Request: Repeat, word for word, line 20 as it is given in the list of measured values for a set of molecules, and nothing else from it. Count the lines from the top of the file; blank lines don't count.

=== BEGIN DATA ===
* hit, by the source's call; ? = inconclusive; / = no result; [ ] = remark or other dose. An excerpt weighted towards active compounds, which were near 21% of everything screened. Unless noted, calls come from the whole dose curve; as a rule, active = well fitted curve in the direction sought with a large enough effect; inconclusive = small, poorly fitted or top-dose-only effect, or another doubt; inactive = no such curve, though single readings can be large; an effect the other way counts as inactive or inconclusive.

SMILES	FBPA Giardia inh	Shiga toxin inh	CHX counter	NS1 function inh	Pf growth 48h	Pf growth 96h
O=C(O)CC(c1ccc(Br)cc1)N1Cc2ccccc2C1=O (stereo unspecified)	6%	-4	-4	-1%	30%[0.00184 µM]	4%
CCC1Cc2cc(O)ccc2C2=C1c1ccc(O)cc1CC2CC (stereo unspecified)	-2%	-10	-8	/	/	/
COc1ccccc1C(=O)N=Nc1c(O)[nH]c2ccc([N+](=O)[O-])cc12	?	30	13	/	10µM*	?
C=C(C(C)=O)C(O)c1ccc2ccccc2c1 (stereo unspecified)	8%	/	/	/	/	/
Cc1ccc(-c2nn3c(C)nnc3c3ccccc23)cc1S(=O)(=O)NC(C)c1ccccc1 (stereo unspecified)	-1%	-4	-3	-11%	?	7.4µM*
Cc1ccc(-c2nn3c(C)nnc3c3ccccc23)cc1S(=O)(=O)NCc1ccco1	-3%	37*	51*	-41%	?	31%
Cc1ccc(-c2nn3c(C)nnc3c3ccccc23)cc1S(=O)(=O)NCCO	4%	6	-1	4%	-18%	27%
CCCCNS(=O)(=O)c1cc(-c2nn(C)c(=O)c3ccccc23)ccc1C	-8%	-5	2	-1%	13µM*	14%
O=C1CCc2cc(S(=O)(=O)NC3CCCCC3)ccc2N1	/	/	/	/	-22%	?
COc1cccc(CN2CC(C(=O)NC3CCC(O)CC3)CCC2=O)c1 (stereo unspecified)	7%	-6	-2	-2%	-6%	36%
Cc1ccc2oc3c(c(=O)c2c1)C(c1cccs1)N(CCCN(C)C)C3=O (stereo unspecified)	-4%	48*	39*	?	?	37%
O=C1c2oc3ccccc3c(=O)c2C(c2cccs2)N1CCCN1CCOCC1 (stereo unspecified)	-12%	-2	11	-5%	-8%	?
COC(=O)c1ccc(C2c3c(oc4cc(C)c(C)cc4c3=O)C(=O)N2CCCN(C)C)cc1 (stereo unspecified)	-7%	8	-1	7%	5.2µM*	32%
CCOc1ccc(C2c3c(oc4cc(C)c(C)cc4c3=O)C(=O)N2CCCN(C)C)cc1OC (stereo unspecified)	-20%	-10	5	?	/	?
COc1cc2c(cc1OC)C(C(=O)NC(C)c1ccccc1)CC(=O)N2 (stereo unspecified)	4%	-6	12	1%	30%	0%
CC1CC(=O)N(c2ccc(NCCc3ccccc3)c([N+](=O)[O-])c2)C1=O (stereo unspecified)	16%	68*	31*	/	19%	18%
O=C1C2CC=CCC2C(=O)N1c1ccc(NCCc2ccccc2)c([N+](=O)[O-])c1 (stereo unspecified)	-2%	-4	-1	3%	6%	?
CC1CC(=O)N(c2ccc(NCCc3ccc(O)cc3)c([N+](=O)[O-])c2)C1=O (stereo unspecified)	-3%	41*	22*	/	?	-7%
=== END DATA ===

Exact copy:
CC1CC(=O)N(c2ccc(NCCc3ccc(O)cc3)c([N+](=O)[O-])c2)C1=O (stereo unspecified)	-3%	41*	22*	/	?	-7%